Module 7: Obesity and overweight management
The module discusses the role practitioners play in the primary prevention, screening, evaluation, treatment and ongoing monitoring of comorbidities in overweight and obese patients. Sustained behavioural change for these patients is predicated on a long-term, collaborative relationship patient and doctor. Guides are included for eliciting the patient's level of change-motivation and offers a framework for structuring a lifestyle counselling consultation. The module identifies four pillars of management: patient education and health literacy, lifestyle modifications, medication, and weight loss surgery. As a first-line therapy, education and lifestyle interventions including physical activity and diet, form the foundation for change. Beyond these interventions, the adjunctive role of medications is also discussed. The pharmacodynamic effects, administration and monitoring of three TGA-approved medications are considered in the context of what may be a life-long intervention. Bariatric surgery, the primary mechanism, the effectiveness and indications are also outlined. In conclusion, the module discusses the drivers of obesity and the practitioner’s role in primary prevention through education and advocation.
Module 8: Post-menopause
As estrogen deficiency begins to dominate in post menopause and women may experience health issues and escalated risks. This module examines the aetiology, compounding factors and socioeconomic burden, and considers the medical and complementary management of osteoporosis, genito-urinary syndrome, mood disorders and cardiovascular disease. It provides an outline of the risk factors associated with osteoporosis and fragility fractures. It discusses the tools to assess fracture risk as well as the criteria for, and interpretation of, DXA scans. Lifestyle interventions and pharmacotherapy are also considered. general care, non-hormonal measures and the role of topical or systemic estrogen therapy. Gentio-urinary syndrome caused by the hypogenic state of post menopause is discussed. The importance of a mental health assessment for post-menopausal women is emphasised including risk factors and management of depression and anxiety. The module concludes with an overview of cardiovascular disease, the risk factors (including the impact of estrogen deficiency), and the evidence and parameters for hormone therapy.
A/Prof Debbie Kors
MBBS (first class honours)
General practitioner and GP supervisor
Associate Professor Debbie Kors is the founder and joint owner of a private teaching general practice in Port Macquarie, Australia. She works there as a general practitioner and GP supervisor of GP registrars and medical students.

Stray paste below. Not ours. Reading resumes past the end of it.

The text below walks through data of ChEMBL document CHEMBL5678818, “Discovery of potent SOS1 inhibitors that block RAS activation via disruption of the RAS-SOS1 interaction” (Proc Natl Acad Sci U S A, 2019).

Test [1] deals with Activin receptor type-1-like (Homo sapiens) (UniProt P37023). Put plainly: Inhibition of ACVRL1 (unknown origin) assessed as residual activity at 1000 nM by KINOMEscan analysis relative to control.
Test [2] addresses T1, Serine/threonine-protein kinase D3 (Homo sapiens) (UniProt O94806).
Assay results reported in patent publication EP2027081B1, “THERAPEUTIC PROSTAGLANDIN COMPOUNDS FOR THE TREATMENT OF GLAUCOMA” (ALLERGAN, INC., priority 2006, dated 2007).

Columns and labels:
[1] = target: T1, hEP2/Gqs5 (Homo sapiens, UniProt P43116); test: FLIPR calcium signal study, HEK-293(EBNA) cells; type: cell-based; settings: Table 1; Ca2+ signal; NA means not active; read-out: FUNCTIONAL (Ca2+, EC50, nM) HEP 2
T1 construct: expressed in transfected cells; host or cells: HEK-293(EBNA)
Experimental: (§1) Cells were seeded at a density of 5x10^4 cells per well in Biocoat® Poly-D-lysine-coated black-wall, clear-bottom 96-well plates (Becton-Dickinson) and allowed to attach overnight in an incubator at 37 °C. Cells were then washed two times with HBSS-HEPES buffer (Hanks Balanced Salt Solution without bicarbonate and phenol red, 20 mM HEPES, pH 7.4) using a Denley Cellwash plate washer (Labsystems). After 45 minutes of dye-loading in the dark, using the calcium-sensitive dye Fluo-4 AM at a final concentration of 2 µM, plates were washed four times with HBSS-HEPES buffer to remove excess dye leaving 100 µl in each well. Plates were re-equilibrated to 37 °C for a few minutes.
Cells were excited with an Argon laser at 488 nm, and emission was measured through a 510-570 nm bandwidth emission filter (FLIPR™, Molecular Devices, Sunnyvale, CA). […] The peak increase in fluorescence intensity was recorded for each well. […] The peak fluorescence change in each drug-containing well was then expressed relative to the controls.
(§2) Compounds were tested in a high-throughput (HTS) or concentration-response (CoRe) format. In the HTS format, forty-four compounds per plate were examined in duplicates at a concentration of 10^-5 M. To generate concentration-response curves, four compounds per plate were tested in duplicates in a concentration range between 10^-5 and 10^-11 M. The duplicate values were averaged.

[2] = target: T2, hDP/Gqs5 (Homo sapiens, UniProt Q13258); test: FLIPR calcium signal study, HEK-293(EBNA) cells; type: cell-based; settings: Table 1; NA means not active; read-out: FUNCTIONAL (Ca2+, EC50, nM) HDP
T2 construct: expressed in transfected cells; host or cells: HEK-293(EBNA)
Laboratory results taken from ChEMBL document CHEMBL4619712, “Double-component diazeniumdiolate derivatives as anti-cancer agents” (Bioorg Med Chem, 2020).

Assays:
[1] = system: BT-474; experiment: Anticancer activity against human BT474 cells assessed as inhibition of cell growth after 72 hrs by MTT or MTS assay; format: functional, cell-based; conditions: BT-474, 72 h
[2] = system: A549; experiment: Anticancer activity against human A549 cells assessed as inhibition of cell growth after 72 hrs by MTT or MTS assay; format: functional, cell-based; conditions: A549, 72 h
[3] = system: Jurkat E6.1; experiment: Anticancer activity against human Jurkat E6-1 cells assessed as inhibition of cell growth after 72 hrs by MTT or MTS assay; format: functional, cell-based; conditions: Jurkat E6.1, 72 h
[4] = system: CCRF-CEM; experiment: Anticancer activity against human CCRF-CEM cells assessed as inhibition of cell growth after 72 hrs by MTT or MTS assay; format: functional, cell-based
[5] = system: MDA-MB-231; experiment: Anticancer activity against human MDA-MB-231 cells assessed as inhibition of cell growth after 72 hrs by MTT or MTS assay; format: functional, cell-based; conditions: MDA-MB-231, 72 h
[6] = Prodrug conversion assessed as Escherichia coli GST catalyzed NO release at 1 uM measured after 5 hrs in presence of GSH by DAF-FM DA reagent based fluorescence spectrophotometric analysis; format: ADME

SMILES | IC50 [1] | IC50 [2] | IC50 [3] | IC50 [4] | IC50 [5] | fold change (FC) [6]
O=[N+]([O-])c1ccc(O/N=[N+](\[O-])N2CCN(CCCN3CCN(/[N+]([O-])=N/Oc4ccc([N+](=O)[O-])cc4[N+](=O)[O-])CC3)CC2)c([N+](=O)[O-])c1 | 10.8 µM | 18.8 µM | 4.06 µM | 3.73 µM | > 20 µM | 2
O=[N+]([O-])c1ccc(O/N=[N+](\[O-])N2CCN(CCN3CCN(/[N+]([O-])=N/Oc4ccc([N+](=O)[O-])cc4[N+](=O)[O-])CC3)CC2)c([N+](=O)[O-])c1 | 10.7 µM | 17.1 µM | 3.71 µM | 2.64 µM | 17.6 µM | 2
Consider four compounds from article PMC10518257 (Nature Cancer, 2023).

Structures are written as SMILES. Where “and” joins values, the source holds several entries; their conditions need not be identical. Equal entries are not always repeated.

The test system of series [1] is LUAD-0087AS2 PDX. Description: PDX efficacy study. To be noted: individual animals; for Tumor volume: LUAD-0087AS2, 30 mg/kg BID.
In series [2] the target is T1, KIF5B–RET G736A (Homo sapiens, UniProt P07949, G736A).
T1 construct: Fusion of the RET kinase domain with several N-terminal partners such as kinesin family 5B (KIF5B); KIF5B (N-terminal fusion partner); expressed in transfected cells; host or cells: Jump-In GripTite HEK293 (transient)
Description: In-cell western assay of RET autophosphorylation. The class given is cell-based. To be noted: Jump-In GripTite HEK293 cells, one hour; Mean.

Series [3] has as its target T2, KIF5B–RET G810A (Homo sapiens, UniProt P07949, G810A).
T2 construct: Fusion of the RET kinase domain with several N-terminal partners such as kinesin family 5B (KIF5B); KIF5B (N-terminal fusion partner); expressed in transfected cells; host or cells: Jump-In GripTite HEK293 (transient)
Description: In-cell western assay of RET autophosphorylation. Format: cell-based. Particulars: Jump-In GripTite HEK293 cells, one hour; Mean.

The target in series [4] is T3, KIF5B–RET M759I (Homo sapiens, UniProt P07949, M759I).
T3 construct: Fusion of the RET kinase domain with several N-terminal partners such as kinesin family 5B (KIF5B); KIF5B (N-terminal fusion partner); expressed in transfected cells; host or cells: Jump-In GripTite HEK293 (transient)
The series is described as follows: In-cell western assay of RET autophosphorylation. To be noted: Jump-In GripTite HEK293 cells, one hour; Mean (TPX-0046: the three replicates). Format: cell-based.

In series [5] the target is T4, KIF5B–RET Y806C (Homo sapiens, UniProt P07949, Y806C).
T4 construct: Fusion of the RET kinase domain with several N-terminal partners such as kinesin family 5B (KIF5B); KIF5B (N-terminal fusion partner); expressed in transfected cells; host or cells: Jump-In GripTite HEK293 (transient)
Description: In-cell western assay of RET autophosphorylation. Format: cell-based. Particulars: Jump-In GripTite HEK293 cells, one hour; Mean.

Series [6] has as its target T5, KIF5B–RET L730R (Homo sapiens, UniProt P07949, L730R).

A/Prof Kors is a passionate advocate for the profession of general practice. She is a Conjoint Associate Professor in Primary Health Care at the UNSW Rural Clinical School, Port Macquarie campus and has previously worked as a senior medical educator with North Coast GP Training. In 2010, she was nominated for and won the General Practice Education and Training GP Supervisor of the Year award.
A/Prof Kors holds a MBBS (first class honours), Fellowship of the RACGP, Masters of Family Medicine (clinical), Diploma of the Royal Australian College of Obstetricians and Gynaecologists, Graduate Diploma of Medical Education and a Certificate of Family Planning.
Dr Christine Ahern
MBBS and FRACGP
Senior lecturer at Sydney University
Dr Christine Ahern has worked as a general practitioner in rural NSW since 1983, often with Aboriginal and Torres Strait Islander communities. Her special interests include women’s health and education.
Dr Ahern is a senior lecturer at Sydney University and has previously been the Director of Training for North Coast GP Training. In 2011 she was named the General Practice Education and Training Medical Educator of the Year, a prestigious national award. Dr Ahern holds a MBBS and FRACGP.
Dr Kate Moriarty
Bachelor of Medicine (honours), Fellowship of the RACGP and a Diploma in Child Health.
Dr Kate Moriarty works in private general practice in Port Macquarie, Australia, where she is also a supervisor of GP registrars and of medical students. She is a senior lecturer for UNSW Rural Clinical School, Port Macquarie campus. She has special interests in women’s health and medical education.
She holds a Bachelor of Medicine (honours), Fellowship of the RACGP and a Diploma in Child Health.